WASHINGTON (Reuters) - Three out of 12 regional Federal Reserve banks were against an increase in the rate commercial banks are charged for emergency loans ahead of the U.S. central bank’s last policy meeting when it raised interest rates, minutes from the discussion of the discount rate showed on Tuesday.
The U.S. central bank raised the discount rate by a quarter percentage point to 2 percent and increased its benchmark lending rate at its Dec. 12-13 meeting.
Directors at the Federal Reserve banks of Chicago, Minneapolis and St. Louis based their decision against raising the discount rate on the disappointing readings on inflation.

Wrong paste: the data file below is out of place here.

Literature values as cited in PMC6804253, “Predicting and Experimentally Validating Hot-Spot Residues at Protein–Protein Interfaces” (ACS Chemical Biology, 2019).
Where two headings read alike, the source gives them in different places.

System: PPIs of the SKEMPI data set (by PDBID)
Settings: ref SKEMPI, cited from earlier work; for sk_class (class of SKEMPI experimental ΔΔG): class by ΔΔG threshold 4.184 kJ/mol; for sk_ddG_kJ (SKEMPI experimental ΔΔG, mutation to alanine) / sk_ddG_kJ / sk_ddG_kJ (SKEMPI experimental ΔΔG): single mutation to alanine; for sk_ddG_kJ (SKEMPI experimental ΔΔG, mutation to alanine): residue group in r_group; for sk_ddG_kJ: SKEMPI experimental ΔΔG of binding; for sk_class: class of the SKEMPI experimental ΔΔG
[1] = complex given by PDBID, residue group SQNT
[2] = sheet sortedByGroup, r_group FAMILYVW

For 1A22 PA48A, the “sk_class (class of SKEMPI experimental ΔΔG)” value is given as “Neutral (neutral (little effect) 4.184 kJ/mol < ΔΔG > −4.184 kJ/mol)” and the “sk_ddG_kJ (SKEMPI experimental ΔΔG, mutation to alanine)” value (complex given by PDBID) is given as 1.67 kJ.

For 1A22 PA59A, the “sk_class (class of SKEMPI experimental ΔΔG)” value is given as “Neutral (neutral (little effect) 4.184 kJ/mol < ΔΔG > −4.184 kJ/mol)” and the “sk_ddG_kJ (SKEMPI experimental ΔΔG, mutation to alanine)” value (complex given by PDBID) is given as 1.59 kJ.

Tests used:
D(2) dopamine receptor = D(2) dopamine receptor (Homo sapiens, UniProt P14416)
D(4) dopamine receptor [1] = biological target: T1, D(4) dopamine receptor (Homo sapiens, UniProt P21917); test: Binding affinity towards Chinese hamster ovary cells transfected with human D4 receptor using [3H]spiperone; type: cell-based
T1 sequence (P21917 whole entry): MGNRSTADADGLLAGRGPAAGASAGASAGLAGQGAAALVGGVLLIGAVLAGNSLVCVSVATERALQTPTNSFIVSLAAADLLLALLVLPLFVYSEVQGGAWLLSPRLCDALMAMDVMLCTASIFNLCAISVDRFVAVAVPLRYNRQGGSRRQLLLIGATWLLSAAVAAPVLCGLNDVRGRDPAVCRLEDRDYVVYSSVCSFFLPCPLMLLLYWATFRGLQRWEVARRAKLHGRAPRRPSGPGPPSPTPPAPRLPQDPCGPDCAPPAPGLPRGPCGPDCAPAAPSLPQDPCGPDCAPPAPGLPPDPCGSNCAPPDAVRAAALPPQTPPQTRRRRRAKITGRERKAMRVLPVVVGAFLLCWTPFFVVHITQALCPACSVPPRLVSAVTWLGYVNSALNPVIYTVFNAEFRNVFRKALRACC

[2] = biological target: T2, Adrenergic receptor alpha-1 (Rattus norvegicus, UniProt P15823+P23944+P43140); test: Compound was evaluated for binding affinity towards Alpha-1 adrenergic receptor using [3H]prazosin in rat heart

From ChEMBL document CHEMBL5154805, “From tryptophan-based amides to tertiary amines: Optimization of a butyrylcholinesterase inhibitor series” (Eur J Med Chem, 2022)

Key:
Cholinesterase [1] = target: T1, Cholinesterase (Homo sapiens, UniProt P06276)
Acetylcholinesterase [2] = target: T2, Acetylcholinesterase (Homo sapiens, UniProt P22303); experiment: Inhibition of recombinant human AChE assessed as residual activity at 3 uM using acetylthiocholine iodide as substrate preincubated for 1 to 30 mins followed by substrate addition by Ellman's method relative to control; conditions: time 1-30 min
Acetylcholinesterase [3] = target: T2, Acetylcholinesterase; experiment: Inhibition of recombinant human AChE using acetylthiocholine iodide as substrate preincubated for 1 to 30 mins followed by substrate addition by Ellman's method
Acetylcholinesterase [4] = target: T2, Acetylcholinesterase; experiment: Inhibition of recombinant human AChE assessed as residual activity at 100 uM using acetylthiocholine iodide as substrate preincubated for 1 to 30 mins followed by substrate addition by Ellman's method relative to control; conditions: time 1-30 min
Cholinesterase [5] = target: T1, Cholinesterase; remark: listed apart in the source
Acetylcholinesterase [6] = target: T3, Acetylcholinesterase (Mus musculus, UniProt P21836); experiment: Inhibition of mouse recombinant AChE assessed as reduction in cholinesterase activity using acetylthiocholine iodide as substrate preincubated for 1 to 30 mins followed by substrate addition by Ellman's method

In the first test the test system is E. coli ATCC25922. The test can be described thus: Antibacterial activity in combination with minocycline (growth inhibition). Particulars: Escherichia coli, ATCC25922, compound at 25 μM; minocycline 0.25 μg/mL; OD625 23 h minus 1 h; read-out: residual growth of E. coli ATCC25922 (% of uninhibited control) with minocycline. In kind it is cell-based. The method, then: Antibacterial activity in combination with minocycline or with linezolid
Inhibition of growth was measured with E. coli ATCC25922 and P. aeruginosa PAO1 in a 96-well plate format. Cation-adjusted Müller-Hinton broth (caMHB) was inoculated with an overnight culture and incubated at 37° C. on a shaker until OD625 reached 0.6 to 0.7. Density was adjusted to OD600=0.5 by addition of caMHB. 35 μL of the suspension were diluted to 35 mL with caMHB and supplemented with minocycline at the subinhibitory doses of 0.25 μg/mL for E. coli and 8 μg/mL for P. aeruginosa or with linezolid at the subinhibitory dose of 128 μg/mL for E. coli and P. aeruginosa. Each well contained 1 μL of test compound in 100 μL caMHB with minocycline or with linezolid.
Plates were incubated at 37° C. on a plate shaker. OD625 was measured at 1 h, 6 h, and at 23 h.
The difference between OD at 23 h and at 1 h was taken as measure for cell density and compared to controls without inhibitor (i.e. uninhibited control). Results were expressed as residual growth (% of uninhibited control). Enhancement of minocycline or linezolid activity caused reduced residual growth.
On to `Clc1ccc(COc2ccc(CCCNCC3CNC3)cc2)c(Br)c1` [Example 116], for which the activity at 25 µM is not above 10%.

The Fed has missed its 2 percent target rate on inflation for six years and inflation weakened for much of 2017.
“These directors judged that it would be appropriate to... assess whether incoming data support the outlook for continued moderate economic growth, further strengthening in the labour markets, and a gradual return of inflation to 2 percent over the medium term,” the minutes said.
The presidents of the Chicago and Minneapolis Federal Reserve banks subsequently voted against the interest rate rises at the December meeting and both have since reiterated their concerns on inflation.
St. Louis Fed President James Bullard did not have a vote on the rate-setting committee in 2017.
Reporting by Lindsay Dunsmuir; Editing by Andrea Ricci